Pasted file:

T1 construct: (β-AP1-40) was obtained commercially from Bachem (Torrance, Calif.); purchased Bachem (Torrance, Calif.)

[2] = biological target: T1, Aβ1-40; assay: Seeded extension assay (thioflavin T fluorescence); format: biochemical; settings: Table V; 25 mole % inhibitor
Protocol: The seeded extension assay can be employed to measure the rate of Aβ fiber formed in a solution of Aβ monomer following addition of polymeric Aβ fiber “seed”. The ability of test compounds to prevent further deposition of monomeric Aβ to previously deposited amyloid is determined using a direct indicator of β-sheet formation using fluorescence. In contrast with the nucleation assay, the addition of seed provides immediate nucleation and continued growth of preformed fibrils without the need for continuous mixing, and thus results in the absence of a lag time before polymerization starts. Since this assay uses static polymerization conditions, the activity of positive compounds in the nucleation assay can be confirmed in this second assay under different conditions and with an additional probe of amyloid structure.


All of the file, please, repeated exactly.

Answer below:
T1 construct: (β-AP1-40) was obtained commercially from Bachem (Torrance, Calif.); purchased Bachem (Torrance, Calif.)

[2] = biological target: T1, Aβ1-40; assay: Seeded extension assay (thioflavin T fluorescence); format: biochemical; settings: Table V; 25 mole % inhibitor
Protocol: The seeded extension assay can be employed to measure the rate of Aβ fiber formed in a solution of Aβ monomer following addition of polymeric Aβ fiber “seed”. The ability of test compounds to prevent further deposition of monomeric Aβ to previously deposited amyloid is determined using a direct indicator of β-sheet formation using fluorescence. In contrast with the nucleation assay, the addition of seed provides immediate nucleation and continued growth of preformed fibrils without the need for continuous mixing, and thus results in the absence of a lag time before polymerization starts. Since this assay uses static polymerization conditions, the activity of positive compounds in the nucleation assay can be confirmed in this second assay under different conditions and with an additional probe of amyloid structure.